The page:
Let’s do a hypothetical test. You are in a room with 5 other colleagues from your company and you are all involved in implementing the latest S&OP software(or any new process or tool or initiative) and I asked your team to come up with the top 10 issues and challenges that you have faced. Now let’s assume that run a similar exercise with five other companies and with five other teams working on a similar initiative. What do you think will be the result? Will the lists be the same? Totally different?
Browsing: Change Management
The sponsor of change is a senior officer, one who holds the organizational power to legitimize the change. This person knows when the time has come for change and has the confidence and strength to do something about it. The sponsor goes forth and leads—overcoming obstacles, finding truth, and sharing knowledge. Significant organizational change will not occur unless those who legitimize or mandate the change demonstrate FULL commitment to the task.
Congratulations to Louisville, this year’s NCAA Men’s Basketball Champion. Comparing Louisville, with last year’s champion, Kentucky, highlights how two very different organizational approaches can achieve the same result.
Spring is still a month away, but looking ahead seems to make the winter go so much faster. January or February is the perfect time for companies to make improvements that will have a major impact on the current fiscal year. Instead of adding new staff, buying new technology or introducing a new business process, I would recommend “shopping your closet”. This is the third post in a series where I discussed the dilemma many companies face – they have a “closet” full of stuff (capable people, processes, tools, technology, etc.) but never seem to have anything to “wear”. A few weeks ago I suggested that there is a process to “Shop your Closet” which is methodical and time tested.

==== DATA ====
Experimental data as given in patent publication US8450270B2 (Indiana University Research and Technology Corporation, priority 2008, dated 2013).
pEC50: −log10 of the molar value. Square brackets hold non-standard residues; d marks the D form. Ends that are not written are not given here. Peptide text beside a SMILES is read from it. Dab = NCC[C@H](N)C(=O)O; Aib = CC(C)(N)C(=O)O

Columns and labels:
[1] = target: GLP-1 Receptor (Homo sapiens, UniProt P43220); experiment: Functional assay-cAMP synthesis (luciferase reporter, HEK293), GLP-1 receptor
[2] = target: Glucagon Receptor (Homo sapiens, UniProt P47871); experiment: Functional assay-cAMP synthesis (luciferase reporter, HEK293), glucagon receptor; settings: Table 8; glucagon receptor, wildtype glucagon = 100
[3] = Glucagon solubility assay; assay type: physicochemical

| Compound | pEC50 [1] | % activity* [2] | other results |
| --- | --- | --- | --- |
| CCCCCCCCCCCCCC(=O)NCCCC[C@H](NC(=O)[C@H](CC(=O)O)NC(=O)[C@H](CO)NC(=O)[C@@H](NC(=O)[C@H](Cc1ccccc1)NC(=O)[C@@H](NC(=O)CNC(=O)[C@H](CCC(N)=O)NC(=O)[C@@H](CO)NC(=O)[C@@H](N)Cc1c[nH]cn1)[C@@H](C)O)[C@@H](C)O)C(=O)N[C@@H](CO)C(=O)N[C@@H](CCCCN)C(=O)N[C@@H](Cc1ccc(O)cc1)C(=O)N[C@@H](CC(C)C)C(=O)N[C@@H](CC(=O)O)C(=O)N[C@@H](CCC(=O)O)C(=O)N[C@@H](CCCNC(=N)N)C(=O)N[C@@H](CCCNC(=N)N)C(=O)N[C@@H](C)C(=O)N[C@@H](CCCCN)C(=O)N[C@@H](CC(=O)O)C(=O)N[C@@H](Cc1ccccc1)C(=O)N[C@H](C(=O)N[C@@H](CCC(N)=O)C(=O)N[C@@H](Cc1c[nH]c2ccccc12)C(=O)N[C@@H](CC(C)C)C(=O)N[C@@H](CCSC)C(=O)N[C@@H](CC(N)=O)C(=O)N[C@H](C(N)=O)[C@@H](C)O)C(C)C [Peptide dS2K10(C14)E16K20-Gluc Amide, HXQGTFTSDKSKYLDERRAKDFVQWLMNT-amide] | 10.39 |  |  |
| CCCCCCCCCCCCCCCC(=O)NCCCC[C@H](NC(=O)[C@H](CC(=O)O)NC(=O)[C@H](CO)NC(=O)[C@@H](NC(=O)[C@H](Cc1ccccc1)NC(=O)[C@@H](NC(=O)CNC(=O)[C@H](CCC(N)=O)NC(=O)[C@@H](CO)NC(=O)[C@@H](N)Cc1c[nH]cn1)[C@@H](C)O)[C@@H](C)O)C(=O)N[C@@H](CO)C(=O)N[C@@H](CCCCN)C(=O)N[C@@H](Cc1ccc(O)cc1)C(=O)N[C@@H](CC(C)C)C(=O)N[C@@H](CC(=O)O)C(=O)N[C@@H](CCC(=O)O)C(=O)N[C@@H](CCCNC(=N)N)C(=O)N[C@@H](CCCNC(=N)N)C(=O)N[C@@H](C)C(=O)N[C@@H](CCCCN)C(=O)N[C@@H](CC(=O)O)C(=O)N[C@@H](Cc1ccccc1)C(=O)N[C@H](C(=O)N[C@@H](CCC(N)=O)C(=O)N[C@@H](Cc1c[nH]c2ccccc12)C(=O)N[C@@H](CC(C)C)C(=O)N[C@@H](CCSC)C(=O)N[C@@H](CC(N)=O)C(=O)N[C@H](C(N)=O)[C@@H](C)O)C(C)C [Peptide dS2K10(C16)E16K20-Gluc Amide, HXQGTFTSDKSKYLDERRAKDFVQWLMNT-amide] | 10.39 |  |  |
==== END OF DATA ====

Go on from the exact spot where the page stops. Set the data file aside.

A New Year is a time for new beginnings and it is the perfect time to learn from past experiences / mistakes. This is a follow up post from early December where I discussed the dilemma many companies face – they have a “closet” full of stuff (capable people, processes, tools, technology, etc.) but never seem to have anything to “wear”. This not only happens often, but I am willing to bet it happens close to always. Many of our companies have invested millions of dollars in infrastructure (people, process, technology) but have neglected to fully adopt (USE!) those investments. This results in going back to the “market” time and time again for something to “wear” when they have perfectly good “somethings” right under their nose. So, my suggestion was “Shop Your Closet”.
It’s the end of the year and I’m sure some of you are facing the dim prospects of yet another re-organization. It may be at the corporate level, within your division, your function etc. etc. And you may have a group of people running around and developing new organizational models and moving boxes around like lego toys. Why? Because this latest round of moving the boxes around is magically going to solve all the problems